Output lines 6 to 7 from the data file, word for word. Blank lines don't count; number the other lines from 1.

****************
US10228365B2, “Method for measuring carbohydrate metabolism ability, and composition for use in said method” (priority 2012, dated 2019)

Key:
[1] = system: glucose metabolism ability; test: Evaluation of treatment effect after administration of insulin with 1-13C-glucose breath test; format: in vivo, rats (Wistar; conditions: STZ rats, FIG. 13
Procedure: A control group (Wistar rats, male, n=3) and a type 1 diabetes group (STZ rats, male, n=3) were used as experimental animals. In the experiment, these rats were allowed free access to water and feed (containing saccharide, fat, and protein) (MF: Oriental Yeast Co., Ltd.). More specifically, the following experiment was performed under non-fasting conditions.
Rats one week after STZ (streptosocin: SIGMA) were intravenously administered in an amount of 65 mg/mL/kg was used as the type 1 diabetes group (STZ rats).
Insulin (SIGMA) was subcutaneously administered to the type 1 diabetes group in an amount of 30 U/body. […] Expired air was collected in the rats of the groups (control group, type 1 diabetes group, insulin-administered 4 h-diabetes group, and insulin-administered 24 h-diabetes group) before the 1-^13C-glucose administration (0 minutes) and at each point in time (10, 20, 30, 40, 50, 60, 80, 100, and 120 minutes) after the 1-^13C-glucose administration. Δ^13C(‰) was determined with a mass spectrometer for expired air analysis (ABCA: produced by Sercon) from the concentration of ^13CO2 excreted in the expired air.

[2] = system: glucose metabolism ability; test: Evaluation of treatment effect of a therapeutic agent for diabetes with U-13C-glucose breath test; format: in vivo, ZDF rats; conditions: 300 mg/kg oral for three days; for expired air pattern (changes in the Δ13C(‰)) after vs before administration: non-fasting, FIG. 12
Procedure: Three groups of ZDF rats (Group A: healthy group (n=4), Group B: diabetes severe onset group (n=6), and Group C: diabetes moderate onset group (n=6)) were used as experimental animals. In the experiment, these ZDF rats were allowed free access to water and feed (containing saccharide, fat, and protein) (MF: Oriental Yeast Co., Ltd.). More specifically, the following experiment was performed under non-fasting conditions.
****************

Insulin (SIGMA) was subcutaneously administered to the type 1 diabetes group in an amount of 30 U/body. […] Expired air was collected in the rats of the groups (control group, type 1 diabetes group, insulin-administered 4 h-diabetes group, and insulin-administered 24 h-diabetes group) before the 1-^13C-glucose administration (0 minutes) and at each point in time (10, 20, 30, 40, 50, 60, 80, 100, and 120 minutes) after the 1-^13C-glucose administration. Δ^13C(‰) was determined with a mass spectrometer for expired air analysis (ABCA: produced by Sercon) from the concentration of ^13CO2 excreted in the expired air.

[2] = system: glucose metabolism ability; test: Evaluation of treatment effect of a therapeutic agent for diabetes with U-13C-glucose breath test; format: in vivo, ZDF rats; conditions: 300 mg/kg oral for three days; for expired air pattern (changes in the Δ13C(‰)) after vs before administration: non-fasting, FIG. 12